In Reply: We agree with Dr Price that reliable information on radiation dose estimates in routine clinical practice is not readily available. The reasons for this include evolving dosimetry concepts and understanding of radiation biology and rapid turnover in medical imaging technologies. A recent catalog of effective dose estimates in radiology and diagnostic nuclear medicine1 acknowledges these methodological difficulties yet provides a useful overview. However, it is perhaps more important for individual clinicians to learn the concept of performing the right imaging test for the right patient than to know the dose estimates for the latest generation of imaging equipment and protocols. This concept entails judicious consideration of the potential risks and benefits of performing a radiological diagnostic examination in each patient's individual situation rather than reflexively ordering tests to address remote diagnostic possibilities or even medicolegal concerns. A recent report from the National Council on Radiation Protection and Measurements2 shows that, although the cumulative and per-capita medical radiation dose of the general US population has increased greatly over the last 2 decades, more than 80% of the cumulative radiation dose from CT was delivered in the hospital setting and to older and seriously ill patients.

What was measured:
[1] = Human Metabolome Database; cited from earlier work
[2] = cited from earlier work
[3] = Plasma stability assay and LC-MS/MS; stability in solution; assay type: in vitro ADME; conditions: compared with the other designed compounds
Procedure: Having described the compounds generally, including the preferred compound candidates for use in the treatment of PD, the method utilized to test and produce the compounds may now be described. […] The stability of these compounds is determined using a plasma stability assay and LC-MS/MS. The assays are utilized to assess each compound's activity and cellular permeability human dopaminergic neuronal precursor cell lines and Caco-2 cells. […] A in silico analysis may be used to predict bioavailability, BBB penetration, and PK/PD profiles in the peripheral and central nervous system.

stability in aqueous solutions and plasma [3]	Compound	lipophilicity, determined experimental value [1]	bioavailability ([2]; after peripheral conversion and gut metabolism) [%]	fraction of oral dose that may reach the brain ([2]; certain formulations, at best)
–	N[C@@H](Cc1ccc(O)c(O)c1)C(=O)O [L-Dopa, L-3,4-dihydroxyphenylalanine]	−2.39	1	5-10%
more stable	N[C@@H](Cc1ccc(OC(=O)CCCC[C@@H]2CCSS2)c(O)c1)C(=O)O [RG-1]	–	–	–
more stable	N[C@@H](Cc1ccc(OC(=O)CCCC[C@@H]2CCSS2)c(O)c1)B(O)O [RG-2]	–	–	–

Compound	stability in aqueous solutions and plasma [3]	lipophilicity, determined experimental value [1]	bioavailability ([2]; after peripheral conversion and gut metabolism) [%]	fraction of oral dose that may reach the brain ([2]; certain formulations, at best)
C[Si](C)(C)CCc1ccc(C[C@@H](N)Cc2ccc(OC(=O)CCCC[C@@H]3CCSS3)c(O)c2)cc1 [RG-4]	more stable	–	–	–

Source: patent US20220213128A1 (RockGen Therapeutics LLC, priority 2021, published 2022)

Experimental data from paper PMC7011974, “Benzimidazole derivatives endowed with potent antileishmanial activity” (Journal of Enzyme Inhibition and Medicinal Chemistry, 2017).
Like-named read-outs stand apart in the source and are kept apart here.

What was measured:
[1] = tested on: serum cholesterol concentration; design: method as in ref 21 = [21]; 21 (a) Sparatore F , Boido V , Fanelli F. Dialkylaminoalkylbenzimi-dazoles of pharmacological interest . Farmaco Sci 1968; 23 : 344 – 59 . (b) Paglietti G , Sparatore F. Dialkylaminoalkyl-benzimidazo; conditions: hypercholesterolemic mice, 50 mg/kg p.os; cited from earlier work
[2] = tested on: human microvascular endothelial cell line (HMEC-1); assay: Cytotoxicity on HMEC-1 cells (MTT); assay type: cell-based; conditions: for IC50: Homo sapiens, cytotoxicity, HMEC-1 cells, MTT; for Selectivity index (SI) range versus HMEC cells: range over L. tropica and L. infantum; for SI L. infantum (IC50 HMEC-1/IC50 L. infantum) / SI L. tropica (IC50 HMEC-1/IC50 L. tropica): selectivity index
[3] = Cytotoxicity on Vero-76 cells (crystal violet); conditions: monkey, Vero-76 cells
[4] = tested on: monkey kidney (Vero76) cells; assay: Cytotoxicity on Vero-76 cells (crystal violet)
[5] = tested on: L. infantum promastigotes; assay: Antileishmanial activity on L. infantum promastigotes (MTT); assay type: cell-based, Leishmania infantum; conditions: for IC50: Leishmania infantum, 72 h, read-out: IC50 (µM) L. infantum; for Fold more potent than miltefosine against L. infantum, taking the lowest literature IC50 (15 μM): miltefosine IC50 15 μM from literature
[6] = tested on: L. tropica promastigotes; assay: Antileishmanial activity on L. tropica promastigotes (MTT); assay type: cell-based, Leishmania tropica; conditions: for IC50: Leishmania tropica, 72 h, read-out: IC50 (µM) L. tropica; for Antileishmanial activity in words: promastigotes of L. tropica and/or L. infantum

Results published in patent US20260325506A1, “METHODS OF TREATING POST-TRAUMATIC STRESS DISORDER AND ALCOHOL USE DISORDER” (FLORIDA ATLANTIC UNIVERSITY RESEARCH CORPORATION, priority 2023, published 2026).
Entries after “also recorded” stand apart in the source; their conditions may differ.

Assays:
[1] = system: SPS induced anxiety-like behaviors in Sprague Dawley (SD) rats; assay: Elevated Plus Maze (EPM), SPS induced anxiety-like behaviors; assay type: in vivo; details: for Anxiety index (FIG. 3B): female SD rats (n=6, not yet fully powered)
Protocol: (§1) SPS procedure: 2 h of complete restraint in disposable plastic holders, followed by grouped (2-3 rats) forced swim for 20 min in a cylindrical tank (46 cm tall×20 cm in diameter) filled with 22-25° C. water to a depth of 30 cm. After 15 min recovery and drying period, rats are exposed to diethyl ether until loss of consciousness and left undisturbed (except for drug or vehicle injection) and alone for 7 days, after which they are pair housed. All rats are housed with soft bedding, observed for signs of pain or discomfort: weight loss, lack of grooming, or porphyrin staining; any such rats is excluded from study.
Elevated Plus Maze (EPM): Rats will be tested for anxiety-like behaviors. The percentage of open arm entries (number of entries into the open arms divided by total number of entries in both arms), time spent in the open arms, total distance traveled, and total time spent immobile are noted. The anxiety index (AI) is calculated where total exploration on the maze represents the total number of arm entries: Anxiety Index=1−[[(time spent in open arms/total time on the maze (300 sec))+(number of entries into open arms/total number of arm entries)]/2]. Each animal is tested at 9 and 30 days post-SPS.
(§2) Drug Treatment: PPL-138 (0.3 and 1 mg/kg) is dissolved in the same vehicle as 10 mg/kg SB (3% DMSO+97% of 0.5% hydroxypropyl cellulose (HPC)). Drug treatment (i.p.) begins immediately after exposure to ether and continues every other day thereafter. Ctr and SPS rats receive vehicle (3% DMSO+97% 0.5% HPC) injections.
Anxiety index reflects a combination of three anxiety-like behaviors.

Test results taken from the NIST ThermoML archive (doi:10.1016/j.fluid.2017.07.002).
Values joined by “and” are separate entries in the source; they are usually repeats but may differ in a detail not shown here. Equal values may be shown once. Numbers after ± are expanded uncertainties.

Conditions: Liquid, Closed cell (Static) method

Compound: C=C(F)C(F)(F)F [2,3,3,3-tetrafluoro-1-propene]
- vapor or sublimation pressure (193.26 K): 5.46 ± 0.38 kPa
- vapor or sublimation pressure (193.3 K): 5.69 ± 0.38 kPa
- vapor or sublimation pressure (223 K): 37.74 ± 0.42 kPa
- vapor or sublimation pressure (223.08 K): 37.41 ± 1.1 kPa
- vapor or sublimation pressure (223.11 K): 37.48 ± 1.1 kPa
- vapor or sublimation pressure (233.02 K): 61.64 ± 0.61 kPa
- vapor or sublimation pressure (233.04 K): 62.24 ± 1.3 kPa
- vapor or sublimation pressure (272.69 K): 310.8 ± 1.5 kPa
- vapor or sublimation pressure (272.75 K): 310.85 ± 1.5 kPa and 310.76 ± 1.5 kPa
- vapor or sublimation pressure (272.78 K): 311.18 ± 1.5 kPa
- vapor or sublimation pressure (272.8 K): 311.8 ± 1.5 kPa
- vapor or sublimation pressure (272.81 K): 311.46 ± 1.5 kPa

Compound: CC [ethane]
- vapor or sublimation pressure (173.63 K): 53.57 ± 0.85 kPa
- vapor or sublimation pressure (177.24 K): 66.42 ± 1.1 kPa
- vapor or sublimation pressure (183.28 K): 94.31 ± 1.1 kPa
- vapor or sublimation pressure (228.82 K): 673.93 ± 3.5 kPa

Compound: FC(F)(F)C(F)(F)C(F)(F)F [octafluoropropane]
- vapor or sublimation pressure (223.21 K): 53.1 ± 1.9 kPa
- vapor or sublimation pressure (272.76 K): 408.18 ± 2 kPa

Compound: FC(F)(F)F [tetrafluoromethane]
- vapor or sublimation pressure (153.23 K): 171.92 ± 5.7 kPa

Hausleiter J, Gerber TC, Achenbach S. Radiation Doses Associated With Cardiac Computed Tomography Angiography—Reply. JAMA. 2009;301(22):2324–2325. doi:10.1001/jama.2009.765
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